How to be a Good Neighbor

 

Off-Campus Living: Being a Good Neighbor

Tips on living peacefully with your neighbors and hosting successful parties

The neighborhood outside of Gallaudet includes a wide variety of people living in close proximity to each other, probably like your neighborhood at home – senior citizens, young families with children, professionals, and students like you.  You may view the neighborhood as a temporary home, but many of your neighbors are permanent residents who take pride in their neighborhood.

Student conduct, especially behavior related to parties held off-campus, has become a major concern for your neighbors, D.C. Police and the University. Your behavior off campus influences your neighbor’s image of all Gallaudet students, and this is particularly true if you host a party.

Parties can be successful if you take the effort to:

·         Know your neighbors;

·         Be considerate and respectful;

·         Be aware of the University Code of    Conduct, D.C. statutes and    regulations; and

·         Be considerate and

·         Plan your party utilizing the tips in the next section.

·         Party Planning Tips

 

No one says you can’t have a party and a good time.  Don’t let a good party get out of hand and result in neighbors calling the police or sending a complaint to the University.  We suggest that you:

·         Inform your neighbors that a party is going to take place.  Create a handout with the date, time and place along with a contact name for neighbors to reach you, and deliver it to them in person.

·         Limit the number of guests by drawing up a guest list.  Parties tend to get out of control if you have an open-door policy.  Be responsible for all guests on the premises.

·         Have your roommates serve as party monitors to protect your party from uninvited guests and to control the activities of guests. Discourage guests from wandering away from the designated party area.

·         Be aware of the party noise level.  Excessive loud noise at unreasonable hours can cause many problems with your neighbors and can get you in trouble with the law. 

·         If alcohol is present, make sure everyone who is drinking is 21 years old or older. Have an ample supply of non-alcoholic beverages and unsalted food in an easily accessible, visible location.

·         Tell party guests to use your restroom. Urinating outside or on a neighbor’s property has been a source of many complaints.

·         Remind guests to leave the party quietly and respect the neighbors. Successful parties often end in complaints because of noisy gatherings after guests have left the party.

·         Clean your house and property after the party.  Remove all garbage from the yard and street.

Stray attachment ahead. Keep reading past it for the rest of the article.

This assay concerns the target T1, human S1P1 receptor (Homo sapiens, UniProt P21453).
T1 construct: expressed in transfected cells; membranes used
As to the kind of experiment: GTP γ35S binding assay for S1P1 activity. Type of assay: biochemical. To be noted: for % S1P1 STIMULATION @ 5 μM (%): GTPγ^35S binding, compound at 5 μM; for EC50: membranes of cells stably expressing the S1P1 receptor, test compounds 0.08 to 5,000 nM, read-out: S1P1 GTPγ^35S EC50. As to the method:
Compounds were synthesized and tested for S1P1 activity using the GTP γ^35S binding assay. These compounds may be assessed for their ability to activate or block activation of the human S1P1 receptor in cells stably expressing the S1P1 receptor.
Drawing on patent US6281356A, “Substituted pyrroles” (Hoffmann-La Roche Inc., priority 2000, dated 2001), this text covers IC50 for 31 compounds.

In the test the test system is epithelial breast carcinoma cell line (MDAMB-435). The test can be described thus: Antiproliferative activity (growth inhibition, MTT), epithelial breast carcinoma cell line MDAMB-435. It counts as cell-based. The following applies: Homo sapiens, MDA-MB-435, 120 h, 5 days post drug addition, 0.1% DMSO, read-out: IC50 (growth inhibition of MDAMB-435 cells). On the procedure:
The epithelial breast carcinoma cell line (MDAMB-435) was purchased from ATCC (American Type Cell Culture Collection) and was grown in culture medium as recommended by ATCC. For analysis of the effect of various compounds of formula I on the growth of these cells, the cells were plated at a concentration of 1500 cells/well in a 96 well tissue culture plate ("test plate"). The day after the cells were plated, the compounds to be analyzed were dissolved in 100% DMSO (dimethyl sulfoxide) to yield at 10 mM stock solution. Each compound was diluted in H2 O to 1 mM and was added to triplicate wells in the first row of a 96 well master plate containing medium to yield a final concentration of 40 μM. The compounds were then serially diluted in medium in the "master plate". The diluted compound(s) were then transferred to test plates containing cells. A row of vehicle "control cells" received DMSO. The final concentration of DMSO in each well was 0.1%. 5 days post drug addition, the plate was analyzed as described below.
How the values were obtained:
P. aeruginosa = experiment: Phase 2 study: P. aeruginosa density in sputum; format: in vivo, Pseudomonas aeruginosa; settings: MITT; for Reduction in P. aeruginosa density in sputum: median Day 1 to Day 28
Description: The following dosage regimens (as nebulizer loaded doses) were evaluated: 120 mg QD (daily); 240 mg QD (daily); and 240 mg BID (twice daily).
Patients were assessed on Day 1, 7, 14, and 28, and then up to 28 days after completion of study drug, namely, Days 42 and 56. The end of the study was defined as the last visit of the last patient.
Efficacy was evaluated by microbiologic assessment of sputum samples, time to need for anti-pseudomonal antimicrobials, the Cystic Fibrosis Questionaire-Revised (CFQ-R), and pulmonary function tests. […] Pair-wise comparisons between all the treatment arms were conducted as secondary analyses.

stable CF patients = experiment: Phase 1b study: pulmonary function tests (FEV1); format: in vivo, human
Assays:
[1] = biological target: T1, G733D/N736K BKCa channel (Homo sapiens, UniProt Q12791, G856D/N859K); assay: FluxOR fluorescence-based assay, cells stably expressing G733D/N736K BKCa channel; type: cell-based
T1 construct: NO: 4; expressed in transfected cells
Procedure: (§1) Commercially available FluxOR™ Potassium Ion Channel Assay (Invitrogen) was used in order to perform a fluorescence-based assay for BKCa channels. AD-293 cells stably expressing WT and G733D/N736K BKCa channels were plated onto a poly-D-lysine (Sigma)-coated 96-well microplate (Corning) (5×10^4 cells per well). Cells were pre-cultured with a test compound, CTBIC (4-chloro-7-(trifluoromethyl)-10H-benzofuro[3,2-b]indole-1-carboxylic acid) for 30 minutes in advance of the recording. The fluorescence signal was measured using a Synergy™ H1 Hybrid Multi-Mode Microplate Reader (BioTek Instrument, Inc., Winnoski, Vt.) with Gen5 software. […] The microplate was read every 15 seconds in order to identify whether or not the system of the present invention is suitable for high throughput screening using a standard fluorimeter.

D.C. Code:

District of Columbia statutes and regulations specifically prohibit unlawful assembly in any street, avenue, alley, road, or at the entrance of a private building and engaging in loud and boisterous behavior; blocking private property including driveways and other entrances to private buildings; disorderly conduct; and noise disturbances (the maximum noise level permitted after 9 p.m. is 55 decibels at the property line).

It is unlawful for anyone under the age of 21 to drink alcohol or for anyone to serve alcohol to anyone under the age of 21.  It is also illegal to charge admission to a party, as it is deemed equivalent to selling alcohol without a license.

University Code of Conduct:

The University reserves the right to review and adjudicate any occurrence of off-campus student behavior in violation of the Student Code of Conduct that may directly impact or have a significant effect upon the University. Inappropriate behaviors in our surrounding neighborhood such as public urination, public intoxication, disruptive conduct to neighbors, loud and unruly gatherings, violations of the alcohol and/or drug policies, and misconduct demonstrating flagrant disregard for any person or persons would be in violation of the Student Code of Conduct and may be subject to appropriate disciplinary procedures.

More information about the Student Code of Conduct and off-campus jurisdiction can be found in the Student Handbook,

Get to Know Your Neighbors:

You don’t have to be best friends, but having a good relationship with your neighbor makes your living experience off campus more pleasurable.  Try these suggestions:

• Wave “hello” to your neighbor whenever you see them.

• Let your neighbors know when you plan to have a party and who to contact if there are any problems.

• Ask neighbors to pick up mail or newspapers when you are away from home for an extended period of time.

Your relationship with your neighbors and the relationship between the University and the local community depend on your ability to live responsibly as a good citizen in the neighborhood.

As a member of an off-campus community you have an obligation to do your part in making your neighborhood a desirable place to live by keeping it peaceful, clean, and safe.

After all, isn’t that how you would like your neighborhood to be once you become a permanent resident elsewhere?

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